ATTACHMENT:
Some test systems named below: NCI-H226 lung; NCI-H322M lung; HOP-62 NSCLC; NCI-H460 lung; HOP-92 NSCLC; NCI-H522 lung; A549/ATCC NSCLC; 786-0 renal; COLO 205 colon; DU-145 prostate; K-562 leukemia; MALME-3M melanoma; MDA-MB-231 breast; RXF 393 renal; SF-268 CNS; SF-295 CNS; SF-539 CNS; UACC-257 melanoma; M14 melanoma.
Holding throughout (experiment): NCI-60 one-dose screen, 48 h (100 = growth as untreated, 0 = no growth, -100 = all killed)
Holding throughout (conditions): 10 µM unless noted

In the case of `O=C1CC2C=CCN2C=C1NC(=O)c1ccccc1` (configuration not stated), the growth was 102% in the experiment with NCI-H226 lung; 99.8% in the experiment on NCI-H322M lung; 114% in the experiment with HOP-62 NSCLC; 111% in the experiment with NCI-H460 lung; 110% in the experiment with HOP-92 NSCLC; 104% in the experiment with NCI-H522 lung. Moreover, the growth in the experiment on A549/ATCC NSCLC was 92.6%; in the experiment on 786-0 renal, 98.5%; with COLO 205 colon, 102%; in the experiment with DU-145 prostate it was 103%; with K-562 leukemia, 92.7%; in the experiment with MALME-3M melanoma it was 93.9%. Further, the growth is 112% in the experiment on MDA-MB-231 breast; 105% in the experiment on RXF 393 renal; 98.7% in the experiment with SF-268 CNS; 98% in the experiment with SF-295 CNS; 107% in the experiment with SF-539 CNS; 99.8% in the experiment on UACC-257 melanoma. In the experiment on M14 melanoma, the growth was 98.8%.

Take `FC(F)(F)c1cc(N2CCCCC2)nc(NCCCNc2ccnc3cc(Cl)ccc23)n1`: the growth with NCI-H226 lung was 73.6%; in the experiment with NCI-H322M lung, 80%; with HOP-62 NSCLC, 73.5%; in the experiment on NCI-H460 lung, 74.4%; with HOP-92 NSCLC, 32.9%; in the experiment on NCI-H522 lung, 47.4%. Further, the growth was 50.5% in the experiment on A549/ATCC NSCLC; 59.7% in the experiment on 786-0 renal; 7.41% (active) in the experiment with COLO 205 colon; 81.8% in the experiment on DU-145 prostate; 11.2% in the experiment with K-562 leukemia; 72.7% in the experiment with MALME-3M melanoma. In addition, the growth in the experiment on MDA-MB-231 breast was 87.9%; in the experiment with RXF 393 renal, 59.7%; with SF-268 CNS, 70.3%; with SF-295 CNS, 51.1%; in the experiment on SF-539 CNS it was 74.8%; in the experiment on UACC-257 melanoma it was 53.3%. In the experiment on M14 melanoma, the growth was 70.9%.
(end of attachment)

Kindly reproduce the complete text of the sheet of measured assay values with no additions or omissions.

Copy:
Some test systems named below: NCI-H226 lung; NCI-H322M lung; HOP-62 NSCLC; NCI-H460 lung; HOP-92 NSCLC; NCI-H522 lung; A549/ATCC NSCLC; 786-0 renal; COLO 205 colon; DU-145 prostate; K-562 leukemia; MALME-3M melanoma; MDA-MB-231 breast; RXF 393 renal; SF-268 CNS; SF-295 CNS; SF-539 CNS; UACC-257 melanoma; M14 melanoma.
Holding throughout (experiment): NCI-60 one-dose screen, 48 h (100 = growth as untreated, 0 = no growth, -100 = all killed)
Holding throughout (conditions): 10 µM unless noted

In the case of `O=C1CC2C=CCN2C=C1NC(=O)c1ccccc1` (configuration not stated), the growth was 102% in the experiment with NCI-H226 lung; 99.8% in the experiment on NCI-H322M lung; 114% in the experiment with HOP-62 NSCLC; 111% in the experiment with NCI-H460 lung; 110% in the experiment with HOP-92 NSCLC; 104% in the experiment with NCI-H522 lung. Moreover, the growth in the experiment on A549/ATCC NSCLC was 92.6%; in the experiment on 786-0 renal, 98.5%; with COLO 205 colon, 102%; in the experiment with DU-145 prostate it was 103%; with K-562 leukemia, 92.7%; in the experiment with MALME-3M melanoma it was 93.9%. Further, the growth is 112% in the experiment on MDA-MB-231 breast; 105% in the experiment on RXF 393 renal; 98.7% in the experiment with SF-268 CNS; 98% in the experiment with SF-295 CNS; 107% in the experiment with SF-539 CNS; 99.8% in the experiment on UACC-257 melanoma. In the experiment on M14 melanoma, the growth was 98.8%.

Take `FC(F)(F)c1cc(N2CCCCC2)nc(NCCCNc2ccnc3cc(Cl)ccc23)n1`: the growth with NCI-H226 lung was 73.6%; in the experiment with NCI-H322M lung, 80%; with HOP-62 NSCLC, 73.5%; in the experiment on NCI-H460 lung, 74.4%; with HOP-92 NSCLC, 32.9%; in the experiment on NCI-H522 lung, 47.4%. Further, the growth was 50.5% in the experiment on A549/ATCC NSCLC; 59.7% in the experiment on 786-0 renal; 7.41% (active) in the experiment with COLO 205 colon; 81.8% in the experiment on DU-145 prostate; 11.2% in the experiment with K-562 leukemia; 72.7% in the experiment with MALME-3M melanoma. In addition, the growth in the experiment on MDA-MB-231 breast was 87.9%; in the experiment with RXF 393 renal, 59.7%; with SF-268 CNS, 70.3%; with SF-295 CNS, 51.1%; in the experiment on SF-539 CNS it was 74.8%; in the experiment on UACC-257 melanoma it was 53.3%. In the experiment on M14 melanoma, the growth was 70.9%.